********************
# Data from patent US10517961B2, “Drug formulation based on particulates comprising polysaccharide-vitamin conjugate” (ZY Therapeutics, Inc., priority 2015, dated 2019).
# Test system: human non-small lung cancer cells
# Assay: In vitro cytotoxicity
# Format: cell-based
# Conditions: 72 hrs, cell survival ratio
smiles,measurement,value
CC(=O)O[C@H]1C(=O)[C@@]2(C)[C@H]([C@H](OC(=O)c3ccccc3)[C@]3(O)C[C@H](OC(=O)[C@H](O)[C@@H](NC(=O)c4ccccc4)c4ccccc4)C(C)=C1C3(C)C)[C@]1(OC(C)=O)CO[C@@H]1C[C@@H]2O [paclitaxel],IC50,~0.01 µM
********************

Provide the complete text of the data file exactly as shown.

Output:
# Data from patent US10517961B2, “Drug formulation based on particulates comprising polysaccharide-vitamin conjugate” (ZY Therapeutics, Inc., priority 2015, dated 2019).
# Test system: human non-small lung cancer cells
# Assay: In vitro cytotoxicity
# Format: cell-based
# Conditions: 72 hrs, cell survival ratio
smiles,measurement,value
CC(=O)O[C@H]1C(=O)[C@@]2(C)[C@H]([C@H](OC(=O)c3ccccc3)[C@]3(O)C[C@H](OC(=O)[C@H](O)[C@@H](NC(=O)c4ccccc4)c4ccccc4)C(C)=C1C3(C)C)[C@]1(OC(C)=O)CO[C@@H]1C[C@@H]2O [paclitaxel],IC50,~0.01 µM